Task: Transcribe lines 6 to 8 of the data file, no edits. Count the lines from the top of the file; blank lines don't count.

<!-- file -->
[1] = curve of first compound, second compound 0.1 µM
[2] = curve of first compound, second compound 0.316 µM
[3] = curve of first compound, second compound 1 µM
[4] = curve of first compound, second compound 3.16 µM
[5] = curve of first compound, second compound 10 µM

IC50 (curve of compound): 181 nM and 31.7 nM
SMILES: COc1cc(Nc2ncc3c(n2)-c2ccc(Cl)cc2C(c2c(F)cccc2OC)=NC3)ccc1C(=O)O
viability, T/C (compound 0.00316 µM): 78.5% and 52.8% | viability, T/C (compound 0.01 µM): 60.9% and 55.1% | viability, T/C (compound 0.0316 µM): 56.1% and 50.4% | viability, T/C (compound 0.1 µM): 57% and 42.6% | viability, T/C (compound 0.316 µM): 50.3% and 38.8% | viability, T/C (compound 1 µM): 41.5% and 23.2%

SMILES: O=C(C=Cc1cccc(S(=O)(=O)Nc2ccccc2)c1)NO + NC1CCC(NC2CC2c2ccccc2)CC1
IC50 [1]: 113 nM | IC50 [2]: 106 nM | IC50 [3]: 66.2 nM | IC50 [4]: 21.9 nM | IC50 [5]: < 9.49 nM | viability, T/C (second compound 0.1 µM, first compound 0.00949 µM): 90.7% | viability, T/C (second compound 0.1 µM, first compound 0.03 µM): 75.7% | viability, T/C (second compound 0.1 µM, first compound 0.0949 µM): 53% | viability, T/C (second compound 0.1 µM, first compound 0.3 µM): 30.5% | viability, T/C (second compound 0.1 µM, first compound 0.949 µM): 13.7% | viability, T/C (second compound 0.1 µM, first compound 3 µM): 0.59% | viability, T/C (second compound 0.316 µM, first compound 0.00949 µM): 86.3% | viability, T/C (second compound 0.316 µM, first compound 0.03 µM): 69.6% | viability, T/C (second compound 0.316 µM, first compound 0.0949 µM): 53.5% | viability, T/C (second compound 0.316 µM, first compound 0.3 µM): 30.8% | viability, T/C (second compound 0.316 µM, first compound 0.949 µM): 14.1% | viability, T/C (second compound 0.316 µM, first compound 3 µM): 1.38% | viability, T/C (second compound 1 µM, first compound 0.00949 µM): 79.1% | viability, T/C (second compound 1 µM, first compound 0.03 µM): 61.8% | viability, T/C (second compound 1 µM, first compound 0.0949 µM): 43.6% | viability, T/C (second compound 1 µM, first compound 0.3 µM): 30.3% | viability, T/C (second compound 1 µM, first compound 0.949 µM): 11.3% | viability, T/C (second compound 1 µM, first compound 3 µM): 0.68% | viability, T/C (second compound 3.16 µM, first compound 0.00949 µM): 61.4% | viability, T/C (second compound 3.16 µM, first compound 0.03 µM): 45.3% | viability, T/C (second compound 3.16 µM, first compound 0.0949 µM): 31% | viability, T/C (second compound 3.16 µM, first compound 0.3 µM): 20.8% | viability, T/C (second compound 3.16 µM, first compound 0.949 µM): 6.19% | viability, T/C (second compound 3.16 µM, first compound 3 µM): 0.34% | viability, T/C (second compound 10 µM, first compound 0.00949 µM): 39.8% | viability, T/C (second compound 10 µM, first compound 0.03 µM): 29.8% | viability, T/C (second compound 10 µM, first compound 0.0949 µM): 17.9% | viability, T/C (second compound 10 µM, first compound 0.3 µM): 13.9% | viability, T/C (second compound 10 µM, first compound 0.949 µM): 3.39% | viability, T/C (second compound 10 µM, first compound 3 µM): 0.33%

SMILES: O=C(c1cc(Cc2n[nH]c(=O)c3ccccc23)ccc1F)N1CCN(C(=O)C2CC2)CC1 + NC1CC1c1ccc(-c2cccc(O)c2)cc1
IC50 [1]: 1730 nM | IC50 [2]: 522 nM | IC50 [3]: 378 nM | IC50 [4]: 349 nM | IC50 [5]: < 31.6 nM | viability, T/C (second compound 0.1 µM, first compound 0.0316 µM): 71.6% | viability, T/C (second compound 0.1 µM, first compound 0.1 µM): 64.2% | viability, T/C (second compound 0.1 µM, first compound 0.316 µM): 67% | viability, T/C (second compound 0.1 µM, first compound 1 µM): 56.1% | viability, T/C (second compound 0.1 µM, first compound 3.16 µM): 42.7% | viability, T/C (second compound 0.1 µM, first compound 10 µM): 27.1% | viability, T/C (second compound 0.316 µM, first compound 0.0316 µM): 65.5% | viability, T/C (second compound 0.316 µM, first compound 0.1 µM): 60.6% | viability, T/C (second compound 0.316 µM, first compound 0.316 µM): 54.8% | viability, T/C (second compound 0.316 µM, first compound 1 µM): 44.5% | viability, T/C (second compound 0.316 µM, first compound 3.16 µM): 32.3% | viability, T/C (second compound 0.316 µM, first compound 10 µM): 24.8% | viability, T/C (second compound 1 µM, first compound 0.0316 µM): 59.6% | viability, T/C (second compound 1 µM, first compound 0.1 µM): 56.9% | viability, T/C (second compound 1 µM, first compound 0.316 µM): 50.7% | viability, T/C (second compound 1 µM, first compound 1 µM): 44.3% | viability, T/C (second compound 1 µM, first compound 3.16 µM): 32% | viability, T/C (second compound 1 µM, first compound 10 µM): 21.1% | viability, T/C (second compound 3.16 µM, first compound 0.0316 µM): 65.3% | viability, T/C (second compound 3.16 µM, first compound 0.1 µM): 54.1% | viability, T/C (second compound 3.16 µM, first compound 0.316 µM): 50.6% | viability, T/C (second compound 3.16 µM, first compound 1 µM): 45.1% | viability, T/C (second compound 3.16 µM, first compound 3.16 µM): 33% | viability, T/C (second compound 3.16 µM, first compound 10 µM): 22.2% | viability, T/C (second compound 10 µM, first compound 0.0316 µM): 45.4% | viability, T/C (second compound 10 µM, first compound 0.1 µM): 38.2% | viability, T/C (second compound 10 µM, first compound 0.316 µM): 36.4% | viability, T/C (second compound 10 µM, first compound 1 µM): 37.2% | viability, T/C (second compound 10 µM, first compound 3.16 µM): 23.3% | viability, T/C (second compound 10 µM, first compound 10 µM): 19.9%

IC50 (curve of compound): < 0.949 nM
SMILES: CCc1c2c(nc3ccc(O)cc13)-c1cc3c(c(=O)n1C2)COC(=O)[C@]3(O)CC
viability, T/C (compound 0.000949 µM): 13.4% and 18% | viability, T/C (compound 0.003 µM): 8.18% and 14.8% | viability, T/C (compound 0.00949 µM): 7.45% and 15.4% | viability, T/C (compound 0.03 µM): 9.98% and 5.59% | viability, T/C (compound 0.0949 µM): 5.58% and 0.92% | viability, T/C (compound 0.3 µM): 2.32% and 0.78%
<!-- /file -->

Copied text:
IC50 (curve of compound): 181 nM and 31.7 nM
SMILES: COc1cc(Nc2ncc3c(n2)-c2ccc(Cl)cc2C(c2c(F)cccc2OC)=NC3)ccc1C(=O)O
viability, T/C (compound 0.00316 µM): 78.5% and 52.8% | viability, T/C (compound 0.01 µM): 60.9% and 55.1% | viability, T/C (compound 0.0316 µM): 56.1% and 50.4% | viability, T/C (compound 0.1 µM): 57% and 42.6% | viability, T/C (compound 0.316 µM): 50.3% and 38.8% | viability, T/C (compound 1 µM): 41.5% and 23.2%